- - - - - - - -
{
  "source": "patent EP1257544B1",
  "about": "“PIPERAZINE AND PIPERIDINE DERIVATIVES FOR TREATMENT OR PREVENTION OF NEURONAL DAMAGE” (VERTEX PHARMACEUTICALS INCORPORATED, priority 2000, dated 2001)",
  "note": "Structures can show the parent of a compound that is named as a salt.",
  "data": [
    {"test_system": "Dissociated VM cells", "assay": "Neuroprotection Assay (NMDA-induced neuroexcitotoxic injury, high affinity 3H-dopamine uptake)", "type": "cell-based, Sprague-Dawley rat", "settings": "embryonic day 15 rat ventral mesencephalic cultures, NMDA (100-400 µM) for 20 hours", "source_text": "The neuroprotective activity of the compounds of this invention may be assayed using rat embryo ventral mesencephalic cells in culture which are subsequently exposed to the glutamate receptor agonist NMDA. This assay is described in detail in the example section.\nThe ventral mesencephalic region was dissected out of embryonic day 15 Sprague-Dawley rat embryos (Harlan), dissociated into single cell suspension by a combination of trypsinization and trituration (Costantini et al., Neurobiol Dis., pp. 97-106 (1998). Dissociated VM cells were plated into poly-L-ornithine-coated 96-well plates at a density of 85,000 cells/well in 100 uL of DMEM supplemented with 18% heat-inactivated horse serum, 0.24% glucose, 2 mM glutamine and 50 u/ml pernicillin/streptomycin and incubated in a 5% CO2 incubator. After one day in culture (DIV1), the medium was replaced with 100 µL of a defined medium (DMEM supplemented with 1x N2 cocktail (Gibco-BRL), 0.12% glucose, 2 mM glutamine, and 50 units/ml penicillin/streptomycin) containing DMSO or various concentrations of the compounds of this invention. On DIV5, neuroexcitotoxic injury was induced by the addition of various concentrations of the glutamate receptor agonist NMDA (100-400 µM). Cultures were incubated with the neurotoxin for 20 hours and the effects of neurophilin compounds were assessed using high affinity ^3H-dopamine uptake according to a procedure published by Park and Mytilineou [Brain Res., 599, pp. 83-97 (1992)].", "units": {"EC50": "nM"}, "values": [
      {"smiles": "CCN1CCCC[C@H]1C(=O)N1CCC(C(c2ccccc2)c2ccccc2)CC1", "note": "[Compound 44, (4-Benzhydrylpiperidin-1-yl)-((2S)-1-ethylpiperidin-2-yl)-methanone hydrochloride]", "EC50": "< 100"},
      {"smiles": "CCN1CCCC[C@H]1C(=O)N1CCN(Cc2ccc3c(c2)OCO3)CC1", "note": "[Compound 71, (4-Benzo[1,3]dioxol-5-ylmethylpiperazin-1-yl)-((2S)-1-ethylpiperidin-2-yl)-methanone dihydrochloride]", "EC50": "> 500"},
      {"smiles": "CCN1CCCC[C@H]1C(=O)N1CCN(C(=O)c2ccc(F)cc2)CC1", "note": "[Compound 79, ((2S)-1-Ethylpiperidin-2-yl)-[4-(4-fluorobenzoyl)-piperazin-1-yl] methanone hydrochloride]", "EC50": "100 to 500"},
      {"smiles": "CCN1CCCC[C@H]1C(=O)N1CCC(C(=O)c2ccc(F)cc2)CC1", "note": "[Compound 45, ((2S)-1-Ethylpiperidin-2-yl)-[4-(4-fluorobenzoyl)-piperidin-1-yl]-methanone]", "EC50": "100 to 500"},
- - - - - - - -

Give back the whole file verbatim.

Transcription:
{
  "source": "patent EP1257544B1",
  "about": "“PIPERAZINE AND PIPERIDINE DERIVATIVES FOR TREATMENT OR PREVENTION OF NEURONAL DAMAGE” (VERTEX PHARMACEUTICALS INCORPORATED, priority 2000, dated 2001)",
  "note": "Structures can show the parent of a compound that is named as a salt.",
  "data": [
    {"test_system": "Dissociated VM cells", "assay": "Neuroprotection Assay (NMDA-induced neuroexcitotoxic injury, high affinity 3H-dopamine uptake)", "type": "cell-based, Sprague-Dawley rat", "settings": "embryonic day 15 rat ventral mesencephalic cultures, NMDA (100-400 µM) for 20 hours", "source_text": "The neuroprotective activity of the compounds of this invention may be assayed using rat embryo ventral mesencephalic cells in culture which are subsequently exposed to the glutamate receptor agonist NMDA. This assay is described in detail in the example section.\nThe ventral mesencephalic region was dissected out of embryonic day 15 Sprague-Dawley rat embryos (Harlan), dissociated into single cell suspension by a combination of trypsinization and trituration (Costantini et al., Neurobiol Dis., pp. 97-106 (1998). Dissociated VM cells were plated into poly-L-ornithine-coated 96-well plates at a density of 85,000 cells/well in 100 uL of DMEM supplemented with 18% heat-inactivated horse serum, 0.24% glucose, 2 mM glutamine and 50 u/ml pernicillin/streptomycin and incubated in a 5% CO2 incubator. After one day in culture (DIV1), the medium was replaced with 100 µL of a defined medium (DMEM supplemented with 1x N2 cocktail (Gibco-BRL), 0.12% glucose, 2 mM glutamine, and 50 units/ml penicillin/streptomycin) containing DMSO or various concentrations of the compounds of this invention. On DIV5, neuroexcitotoxic injury was induced by the addition of various concentrations of the glutamate receptor agonist NMDA (100-400 µM). Cultures were incubated with the neurotoxin for 20 hours and the effects of neurophilin compounds were assessed using high affinity ^3H-dopamine uptake according to a procedure published by Park and Mytilineou [Brain Res., 599, pp. 83-97 (1992)].", "units": {"EC50": "nM"}, "values": [
      {"smiles": "CCN1CCCC[C@H]1C(=O)N1CCC(C(c2ccccc2)c2ccccc2)CC1", "note": "[Compound 44, (4-Benzhydrylpiperidin-1-yl)-((2S)-1-ethylpiperidin-2-yl)-methanone hydrochloride]", "EC50": "< 100"},
      {"smiles": "CCN1CCCC[C@H]1C(=O)N1CCN(Cc2ccc3c(c2)OCO3)CC1", "note": "[Compound 71, (4-Benzo[1,3]dioxol-5-ylmethylpiperazin-1-yl)-((2S)-1-ethylpiperidin-2-yl)-methanone dihydrochloride]", "EC50": "> 500"},
      {"smiles": "CCN1CCCC[C@H]1C(=O)N1CCN(C(=O)c2ccc(F)cc2)CC1", "note": "[Compound 79, ((2S)-1-Ethylpiperidin-2-yl)-[4-(4-fluorobenzoyl)-piperazin-1-yl] methanone hydrochloride]", "EC50": "100 to 500"},
      {"smiles": "CCN1CCCC[C@H]1C(=O)N1CCC(C(=O)c2ccc(F)cc2)CC1", "note": "[Compound 45, ((2S)-1-Ethylpiperidin-2-yl)-[4-(4-fluorobenzoyl)-piperidin-1-yl]-methanone]", "EC50": "100 to 500"},